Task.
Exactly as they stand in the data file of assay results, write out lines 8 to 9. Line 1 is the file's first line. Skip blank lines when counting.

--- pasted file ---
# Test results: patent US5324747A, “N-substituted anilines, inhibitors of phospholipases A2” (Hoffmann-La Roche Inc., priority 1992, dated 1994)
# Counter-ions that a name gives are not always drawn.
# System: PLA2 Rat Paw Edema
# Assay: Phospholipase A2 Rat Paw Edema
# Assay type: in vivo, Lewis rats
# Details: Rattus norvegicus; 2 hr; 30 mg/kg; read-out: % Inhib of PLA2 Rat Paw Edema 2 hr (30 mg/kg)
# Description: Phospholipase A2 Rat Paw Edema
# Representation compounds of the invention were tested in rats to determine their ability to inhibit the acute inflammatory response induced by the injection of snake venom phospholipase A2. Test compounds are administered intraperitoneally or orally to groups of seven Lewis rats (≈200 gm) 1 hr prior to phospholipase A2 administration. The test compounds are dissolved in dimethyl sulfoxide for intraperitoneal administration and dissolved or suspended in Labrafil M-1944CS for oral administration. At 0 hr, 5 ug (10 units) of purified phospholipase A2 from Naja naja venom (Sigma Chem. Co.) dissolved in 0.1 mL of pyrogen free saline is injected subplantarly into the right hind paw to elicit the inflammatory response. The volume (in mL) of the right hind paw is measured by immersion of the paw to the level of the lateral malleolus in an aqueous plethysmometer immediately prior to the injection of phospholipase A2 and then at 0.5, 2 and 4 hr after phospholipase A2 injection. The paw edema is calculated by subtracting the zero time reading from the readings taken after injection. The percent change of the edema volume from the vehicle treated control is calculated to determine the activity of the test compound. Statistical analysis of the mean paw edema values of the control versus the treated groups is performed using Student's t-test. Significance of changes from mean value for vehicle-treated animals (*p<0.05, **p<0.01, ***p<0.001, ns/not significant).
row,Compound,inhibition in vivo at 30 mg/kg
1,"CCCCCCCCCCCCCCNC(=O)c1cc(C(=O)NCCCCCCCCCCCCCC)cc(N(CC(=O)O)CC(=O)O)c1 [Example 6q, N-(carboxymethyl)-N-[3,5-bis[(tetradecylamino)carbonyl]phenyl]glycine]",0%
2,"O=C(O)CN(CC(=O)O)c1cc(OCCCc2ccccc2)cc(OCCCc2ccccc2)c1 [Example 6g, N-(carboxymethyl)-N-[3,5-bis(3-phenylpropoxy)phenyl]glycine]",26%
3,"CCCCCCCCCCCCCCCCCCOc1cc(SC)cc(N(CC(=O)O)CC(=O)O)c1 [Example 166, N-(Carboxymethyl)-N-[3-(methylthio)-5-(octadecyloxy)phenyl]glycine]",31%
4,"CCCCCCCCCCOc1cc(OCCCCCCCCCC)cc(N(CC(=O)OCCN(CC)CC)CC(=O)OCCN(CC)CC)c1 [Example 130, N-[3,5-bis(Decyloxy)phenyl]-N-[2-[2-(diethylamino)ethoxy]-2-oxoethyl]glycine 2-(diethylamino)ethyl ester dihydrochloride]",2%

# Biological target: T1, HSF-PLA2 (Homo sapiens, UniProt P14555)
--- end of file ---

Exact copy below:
# Representation compounds of the invention were tested in rats to determine their ability to inhibit the acute inflammatory response induced by the injection of snake venom phospholipase A2. Test compounds are administered intraperitoneally or orally to groups of seven Lewis rats (≈200 gm) 1 hr prior to phospholipase A2 administration. The test compounds are dissolved in dimethyl sulfoxide for intraperitoneal administration and dissolved or suspended in Labrafil M-1944CS for oral administration. At 0 hr, 5 ug (10 units) of purified phospholipase A2 from Naja naja venom (Sigma Chem. Co.) dissolved in 0.1 mL of pyrogen free saline is injected subplantarly into the right hind paw to elicit the inflammatory response. The volume (in mL) of the right hind paw is measured by immersion of the paw to the level of the lateral malleolus in an aqueous plethysmometer immediately prior to the injection of phospholipase A2 and then at 0.5, 2 and 4 hr after phospholipase A2 injection. The paw edema is calculated by subtracting the zero time reading from the readings taken after injection. The percent change of the edema volume from the vehicle treated control is calculated to determine the activity of the test compound. Statistical analysis of the mean paw edema values of the control versus the treated groups is performed using Student's t-test. Significance of changes from mean value for vehicle-treated animals (*p<0.05, **p<0.01, ***p<0.001, ns/not significant).
row,Compound,inhibition in vivo at 30 mg/kg